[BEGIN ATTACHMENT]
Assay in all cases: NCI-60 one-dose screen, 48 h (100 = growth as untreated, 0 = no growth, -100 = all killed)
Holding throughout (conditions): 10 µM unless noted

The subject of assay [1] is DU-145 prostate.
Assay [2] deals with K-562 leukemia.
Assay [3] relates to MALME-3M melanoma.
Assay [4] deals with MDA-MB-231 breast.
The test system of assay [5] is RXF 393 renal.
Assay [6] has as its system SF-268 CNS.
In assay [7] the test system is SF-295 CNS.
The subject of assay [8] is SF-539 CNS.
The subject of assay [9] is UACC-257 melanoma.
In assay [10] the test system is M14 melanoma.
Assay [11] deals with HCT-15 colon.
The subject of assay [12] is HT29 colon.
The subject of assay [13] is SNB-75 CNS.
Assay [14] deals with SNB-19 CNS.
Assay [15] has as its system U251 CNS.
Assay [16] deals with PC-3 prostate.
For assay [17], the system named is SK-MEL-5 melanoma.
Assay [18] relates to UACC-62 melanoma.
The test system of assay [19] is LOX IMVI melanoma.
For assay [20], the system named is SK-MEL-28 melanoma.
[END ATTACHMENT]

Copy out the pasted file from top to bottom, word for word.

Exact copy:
Assay in all cases: NCI-60 one-dose screen, 48 h (100 = growth as untreated, 0 = no growth, -100 = all killed)
Holding throughout (conditions): 10 µM unless noted

The subject of assay [1] is DU-145 prostate.
Assay [2] deals with K-562 leukemia.
Assay [3] relates to MALME-3M melanoma.
Assay [4] deals with MDA-MB-231 breast.
The test system of assay [5] is RXF 393 renal.
Assay [6] has as its system SF-268 CNS.
In assay [7] the test system is SF-295 CNS.
The subject of assay [8] is SF-539 CNS.
The subject of assay [9] is UACC-257 melanoma.
In assay [10] the test system is M14 melanoma.
Assay [11] deals with HCT-15 colon.
The subject of assay [12] is HT29 colon.
The subject of assay [13] is SNB-75 CNS.
Assay [14] deals with SNB-19 CNS.
Assay [15] has as its system U251 CNS.
Assay [16] deals with PC-3 prostate.
For assay [17], the system named is SK-MEL-5 melanoma.
Assay [18] relates to UACC-62 melanoma.
The test system of assay [19] is LOX IMVI melanoma.
For assay [20], the system named is SK-MEL-28 melanoma.